Welcome to the Chubby Chatterbox Newsletter, where I’ll be posting favorites from the Chubby Chatterbox archives. In addition, my complete thriller Return of the Mary Celeste will soon be serialized here for those who have asked for something beyond a regular post.

My novel is based on a true event, arguably the greatest maritime mystery of all time. In 1872 the crew and passengers of Boston brigantine Mary Celeste abandoned their seaworthy ship and its valuable cargo, vanishing in the middle of the Atlantic. Speculation over their fate has never abated. History records that after the Mary Celeste tragedy no one from that fateful voyage was ever seen again. History is about to be rewritten…

Return of the Mary Celeste


Tragedy struck the brigantine Mary Celeste on the morning of November 25, 1872. The hourly log was later recovered from the deserted vessel; At 8 a.m. the last notation was made. By 9 a.m. no one remained aboard to chalk the next entry.

Something had terrified Captain Benjamin Briggs and his crew, prompting the seasoned skipper to make a decision certain to affect not only himself, his ship and crew, but his family as well—his wife and two year old daughter were aboard Mary Celeste. Much ink has been spilled in fanciful and scientific attempts to explain the calamity that engulfed this perfectly seaworthy ship, yet all that is known for certain is this: in a matter of minutes Captain Briggs became convinced that the only way to save their lives was by ordering everyone into a hastily launched lifeboat. By giving the order to abandon ship, he also launched the greatest of all maritime mysteries.

On December 5, 1872, a month after leaving New York Harbor, Mary Celeste was found drifting on a calm and empty sea. The ship was in fine condition, perfectly intact with valuable cargo safely stored in her hold, but the crew and passengers had vanished. None were ever seen again.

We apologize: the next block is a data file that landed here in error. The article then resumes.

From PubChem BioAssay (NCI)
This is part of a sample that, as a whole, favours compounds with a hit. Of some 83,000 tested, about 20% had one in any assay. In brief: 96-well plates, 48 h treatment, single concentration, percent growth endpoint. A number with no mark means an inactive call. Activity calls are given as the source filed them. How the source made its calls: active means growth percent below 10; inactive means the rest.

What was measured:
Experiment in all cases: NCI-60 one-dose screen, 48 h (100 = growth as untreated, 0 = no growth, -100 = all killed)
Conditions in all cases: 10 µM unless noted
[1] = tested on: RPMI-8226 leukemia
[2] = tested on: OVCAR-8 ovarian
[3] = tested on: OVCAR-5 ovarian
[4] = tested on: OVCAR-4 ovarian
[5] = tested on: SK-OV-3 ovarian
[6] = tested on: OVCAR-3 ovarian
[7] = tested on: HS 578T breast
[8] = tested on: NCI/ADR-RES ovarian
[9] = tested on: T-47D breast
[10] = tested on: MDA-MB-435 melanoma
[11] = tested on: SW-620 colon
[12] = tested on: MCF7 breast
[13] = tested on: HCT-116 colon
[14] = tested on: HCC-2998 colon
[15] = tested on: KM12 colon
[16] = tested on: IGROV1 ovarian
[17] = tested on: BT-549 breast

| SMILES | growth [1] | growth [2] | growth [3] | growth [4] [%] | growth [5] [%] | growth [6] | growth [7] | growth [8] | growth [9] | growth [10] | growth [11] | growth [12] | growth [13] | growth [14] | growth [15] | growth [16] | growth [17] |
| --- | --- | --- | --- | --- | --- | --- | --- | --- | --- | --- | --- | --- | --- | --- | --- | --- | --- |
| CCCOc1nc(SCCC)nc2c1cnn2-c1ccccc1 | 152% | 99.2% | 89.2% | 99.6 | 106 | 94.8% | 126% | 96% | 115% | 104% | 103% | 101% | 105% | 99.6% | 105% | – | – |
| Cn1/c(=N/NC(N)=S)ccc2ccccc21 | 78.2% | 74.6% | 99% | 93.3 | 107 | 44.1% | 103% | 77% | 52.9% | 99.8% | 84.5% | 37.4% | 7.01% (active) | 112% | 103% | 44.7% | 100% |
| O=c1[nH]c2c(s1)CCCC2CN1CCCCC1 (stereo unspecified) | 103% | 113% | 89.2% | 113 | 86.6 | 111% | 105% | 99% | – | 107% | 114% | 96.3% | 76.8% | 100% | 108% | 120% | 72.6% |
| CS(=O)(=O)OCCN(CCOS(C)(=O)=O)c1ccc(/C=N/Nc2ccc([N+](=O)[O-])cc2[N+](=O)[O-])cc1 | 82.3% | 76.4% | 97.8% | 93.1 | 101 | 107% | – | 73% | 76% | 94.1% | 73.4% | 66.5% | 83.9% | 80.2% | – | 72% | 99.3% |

Until now….

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Hitting the Road

May 10, 2017
 It’s that time of year when Mrs. Chatterbox and I dust off our suitcases and prepare to hit the road. This time we’re headed to the south of France, the lavender fields of Provence to be specific. I was a bit worried about our trip because of the French election, but the French seem happy with their selection for president and, fingers crossed, there won’t be terrorist attacks or angry protests. ...

 + photos!,  read more

Two for One

May 8, 2017
Yesterday morning while Mrs. Chatterbox was cracking eggs for breakfast, I was reminded of something I hadn’t thought about since childhood.
My dad liked his eggs cooked “blindfolded,” where hot frying pan oil is flicked over eggs with a spatula. Like Dad, I preferred my eggs blindfolded. My mother was a good cook but she always broke the eggs, and even though I was a chubby kid I wouldn’t ...

 + photos!,  read more

Tools and Taborets

May 5, 2017
My dad must have been smiling in heaven the other day over something that, while alive, he wouldn’t have anticipated —his mechanically challenged son walking into an auto parts store. My dad was a professional mechanic who retired from the City of Sunnyvale after twenty-five years of servicing fire trucks, ambulances and patrol cars. I did not inherit my dad’s aptitude for repairing things. At ...

 + photos!,  read more

A True Story of Kindred Spirits

May 3, 2017
A fellow blogger recently asked if anyone has had a psychic experience, reminding me of this reworked post from 2012.
In 2002 when we bought our house it was nearly a hundred years old. We’d only lived in it a week or two, not long enough to learn about the neighborhood or meet our neighbors. We’d arrived in the fall and the golden leaves on the old maple trees lining the ...

 + photos!,  read more

Pope Paul III and His Grandsons

May 1, 2017
When I was an art history instructor I often told my students to check out “unfinished” paintings because they reveal far more secrets than finished ones. Like trees laid bare in winter, unfinished paintings reveal the architecture of their creation, illusionary tricks making the effects possible.
Titian was arguably the greatest painter in Western art, certainly the one who pushed oil and canvas beyond ...

 + photos!,  read more

Dad Goes Solo: Conclusion

April 28, 2017
Miss Part One? Check it out (here).
Valuable time ticked by as Dad fiddled with the plane’s flight instruments. When he’d finished tapping and adjusting every device in the cockpit, he contacted the tower on the squawky radio and we were told to proceed to the runway. With my heart beating like a hummingbird’s, I looked over at Dad. He appeared fully ...

 + photos!,  read more

Dad Goes Solo

April 26, 2017
I was inspired to post this reworked piece from 2012 after discovering this photograph among my late mother’s things. It was taken after Dad soloed, earning his private pilot’s license. I’m the little grinning dork in the copilot seat, although I waited on the ground during the solo.
Whenever Dad saw a picture of Amelia Earhart, he’d get a wistful faraway ...

 + photos!,  read more

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